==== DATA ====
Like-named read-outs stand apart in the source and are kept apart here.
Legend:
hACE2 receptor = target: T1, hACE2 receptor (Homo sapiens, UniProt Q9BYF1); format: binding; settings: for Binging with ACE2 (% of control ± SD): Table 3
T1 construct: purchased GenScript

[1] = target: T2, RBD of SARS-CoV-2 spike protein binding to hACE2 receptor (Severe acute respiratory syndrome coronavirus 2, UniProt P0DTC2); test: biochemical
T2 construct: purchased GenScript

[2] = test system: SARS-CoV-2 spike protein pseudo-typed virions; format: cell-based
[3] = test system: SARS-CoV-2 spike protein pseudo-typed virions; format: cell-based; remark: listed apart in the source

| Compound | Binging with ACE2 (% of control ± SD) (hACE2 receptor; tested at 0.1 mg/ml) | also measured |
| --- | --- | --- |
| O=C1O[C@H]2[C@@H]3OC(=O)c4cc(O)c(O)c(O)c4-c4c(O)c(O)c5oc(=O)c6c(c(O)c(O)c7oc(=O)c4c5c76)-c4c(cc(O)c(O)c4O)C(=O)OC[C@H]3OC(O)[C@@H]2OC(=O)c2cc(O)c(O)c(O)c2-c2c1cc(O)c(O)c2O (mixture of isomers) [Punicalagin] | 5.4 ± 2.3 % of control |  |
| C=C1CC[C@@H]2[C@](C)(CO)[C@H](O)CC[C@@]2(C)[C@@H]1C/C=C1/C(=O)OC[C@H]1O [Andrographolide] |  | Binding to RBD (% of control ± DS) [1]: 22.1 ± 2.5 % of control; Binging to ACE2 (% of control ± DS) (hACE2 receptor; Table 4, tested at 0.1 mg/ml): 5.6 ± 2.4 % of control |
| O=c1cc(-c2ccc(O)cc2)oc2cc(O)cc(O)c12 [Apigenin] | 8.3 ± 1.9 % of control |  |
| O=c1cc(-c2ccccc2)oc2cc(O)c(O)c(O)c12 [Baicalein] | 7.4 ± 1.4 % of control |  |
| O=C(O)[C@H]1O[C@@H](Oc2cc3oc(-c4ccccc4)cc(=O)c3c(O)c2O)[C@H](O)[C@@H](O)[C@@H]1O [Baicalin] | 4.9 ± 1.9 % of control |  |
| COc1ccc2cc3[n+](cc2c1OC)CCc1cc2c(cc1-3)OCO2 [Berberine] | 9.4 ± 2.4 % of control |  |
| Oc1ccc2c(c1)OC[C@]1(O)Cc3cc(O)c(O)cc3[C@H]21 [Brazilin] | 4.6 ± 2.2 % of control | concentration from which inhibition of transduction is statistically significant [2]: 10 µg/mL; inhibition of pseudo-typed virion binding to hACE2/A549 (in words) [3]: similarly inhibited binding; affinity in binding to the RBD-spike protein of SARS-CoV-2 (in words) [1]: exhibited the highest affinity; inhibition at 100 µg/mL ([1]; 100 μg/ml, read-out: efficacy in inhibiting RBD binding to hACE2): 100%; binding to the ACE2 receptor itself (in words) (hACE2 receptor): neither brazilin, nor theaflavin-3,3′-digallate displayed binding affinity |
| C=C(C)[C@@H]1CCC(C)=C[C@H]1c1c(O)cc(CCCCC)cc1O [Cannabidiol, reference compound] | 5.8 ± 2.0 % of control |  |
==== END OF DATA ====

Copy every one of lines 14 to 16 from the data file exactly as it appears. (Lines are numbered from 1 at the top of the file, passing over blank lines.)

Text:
| O=c1cc(-c2ccccc2)oc2cc(O)c(O)c(O)c12 [Baicalein] | 7.4 ± 1.4 % of control |  |
| O=C(O)[C@H]1O[C@@H](Oc2cc3oc(-c4ccccc4)cc(=O)c3c(O)c2O)[C@H](O)[C@@H](O)[C@@H]1O [Baicalin] | 4.9 ± 1.9 % of control |  |
| COc1ccc2cc3[n+](cc2c1OC)CCc1cc2c(cc1-3)OCO2 [Berberine] | 9.4 ± 2.4 % of control |  |